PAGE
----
Dricus du Plessis reacts to Sean Strickland’s emotional interview: ‘You’re just a hypocrite’

Dricus du Plessis is unmoved by Sean Strickland’s comments since their press conference showdown.

The two middleweights have caused quite the commotion ahead of their Jan. 20 meeting at UFC 297 for Strickland’s UFC middleweight title. Du Plessis and Strickland nearly came to blows in their first face-to-face when the South African contender invoked Strickland’s childhood trauma and promised, “You think your dad beat the s*** out of you? Your dad doesn’t have s*** on me … every childhood memory you have is going to come back when I’m in there with you.” One day later, tensions rose even further when Strickland vaulted over a row of seats at the T-Mobile Arena to attack du Plessis in a chaotic scene at UFC 296.

Strickland ultimately addressed the situation in an emotional interview on This Past Weekend with Theo Von. The UFC champ tearfully recounted the horrific abuse he suffered as a child and condemned du Plessis for comments he felt should’ve been “off limits.”

Du Plessis responded Friday in an interview with MMA On Point.

“I didn’t watch [Strickland’s comments] and I don’t think I will,” du Plessis said. “Watching a grown man cry in an interview, it’s not really my watch material that I go and watch. But it is it is what it is. I’m glad he cried and he got it out. I hope that’s the end of that.

“I think we give him a lot more credit than he deserves in terms of mindset. I don’t think he thinks about anything. I think he goes out there and he fights, he fights the way Sean Strickland fights. He always has and he’s an incredible fighter. I have a lot of respect for him as a fighter. I think he’s incredible. Do I think he’s a hypocrite? One-hundred percent. One-hundred percent. Obviously childhood trauma is something you can’t help, but if you know what it feels like to be the one on the receiving end of such trauma, don’t inflict it on others, because that’s exactly what he does. So yes, I feel bad for him and I don’t think any kid deserves that, ever.”

Strickland, 32, has been open regarding the alleged abuse he suffered as a child. He said he often feared that his father would murder his mother and recounted an incident in which he called the police after his father allegedly attacked his mother as Strickland hid under the bed in the same room. In recalling his past trauma with Von, a tearful Strickland had to pause several times to gather himself before continuing with the interview.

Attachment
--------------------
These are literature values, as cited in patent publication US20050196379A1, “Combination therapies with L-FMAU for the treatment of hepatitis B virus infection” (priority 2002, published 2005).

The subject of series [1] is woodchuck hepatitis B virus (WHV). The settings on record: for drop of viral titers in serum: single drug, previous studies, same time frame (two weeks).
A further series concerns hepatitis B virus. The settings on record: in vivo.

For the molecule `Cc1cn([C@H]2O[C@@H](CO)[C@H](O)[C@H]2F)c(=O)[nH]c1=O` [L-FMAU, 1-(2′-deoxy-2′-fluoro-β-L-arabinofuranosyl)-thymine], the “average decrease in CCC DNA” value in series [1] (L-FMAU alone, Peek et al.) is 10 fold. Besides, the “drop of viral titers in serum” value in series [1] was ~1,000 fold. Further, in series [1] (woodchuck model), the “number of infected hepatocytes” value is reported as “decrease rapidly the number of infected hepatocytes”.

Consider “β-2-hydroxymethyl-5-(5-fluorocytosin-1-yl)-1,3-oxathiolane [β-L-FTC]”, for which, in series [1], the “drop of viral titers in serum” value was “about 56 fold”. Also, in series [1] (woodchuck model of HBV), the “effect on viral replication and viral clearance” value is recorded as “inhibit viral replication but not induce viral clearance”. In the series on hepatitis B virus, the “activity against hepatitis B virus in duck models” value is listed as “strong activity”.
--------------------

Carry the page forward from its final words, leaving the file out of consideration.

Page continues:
The UFC middleweight champion has not been shy to go below the belt in attacking other fighters in the past, however, so du Plessis indicated that he has no remorse for giving Strickland what he believes to be a taste of the American’s own medicine.

“If you go after other people, eventually they’re going to come after you,” du Plessis said. “And I think he’s used to being the bully and he’s not used to being bullied. But I don’t have to hammer on that. I already won that fight, I won that press conference. I don’t want to keep on hammering on the same thing. Yes, he cried on Theo Von’s podcast. I guess it was terrible, and like I said, no kid deserves that. No kid deserves to go through that. But if you want to dish it out, you better take it. And like I said, I have mad respect for him as a fighter, even as a person. He’s always been a straight-up guy. Even the fact that he tried to fight me in the crowd, that was him being a man.

“What I’m saying is, if you want to dish it out, be able to take it, man, or you’re just a hypocrite. You didn’t deserve that as a kid, but as a grown man, you dish it out, you’re going to get it. That is the way the world works, unfortunately. And like I said, with this mindset going to this fight, I think he’s going to come out and fight the way Sean Strickland fights. My mindset, I don’t care about him. I care about me, what I do, what I go out there to do, and that is become the world champion.

“Whether he’s angry, whether he’s not, does he have motivation — I see everybody talking about Sean Strickland having muscle now,” du Plessis continued. “Well, welcome to being a professional. I’ve had it my whole career. Nice, you have abs for the first time, I’m really happy for you. But that’s what you should look like as a professional athlete. Good job. I’m really happy that I can motivate you get some abs. But it doesn’t bother me. Good luck with those abs, I’ve been fighting with mine for years.”

Du Plessis’ remarks at the kickoff press conference infamously came just one day after Colby Covington drew the ire of Leon Edwards by insulting his deceased father ahead of UFC 296. Many have since linked the two situations and questioned where the line should be in pre-fight trash talk, however du Plessis does not believe the comparison is fair.

“I don’t agree with what Colby did. Talking about somebody’s dead family, that is 100 percent stepping over a line, 100 percent,” du Plessis said.

“It’s not something to be taken lightly, and definitely not something to be joked about. Now when I said what I said about Sean Strickland, I didn’t joke about it. I spoke the truth, because he’s been very outspoken about it. He spoke about it. He was making jokes about it. I was never joking about it. I just stated facts. I never joked about it, not once.”

UFC 297 takes place at Scotiabank Arena in Toronto. Strickland and du Plessus meet in a five-round championship showdown in the main event.

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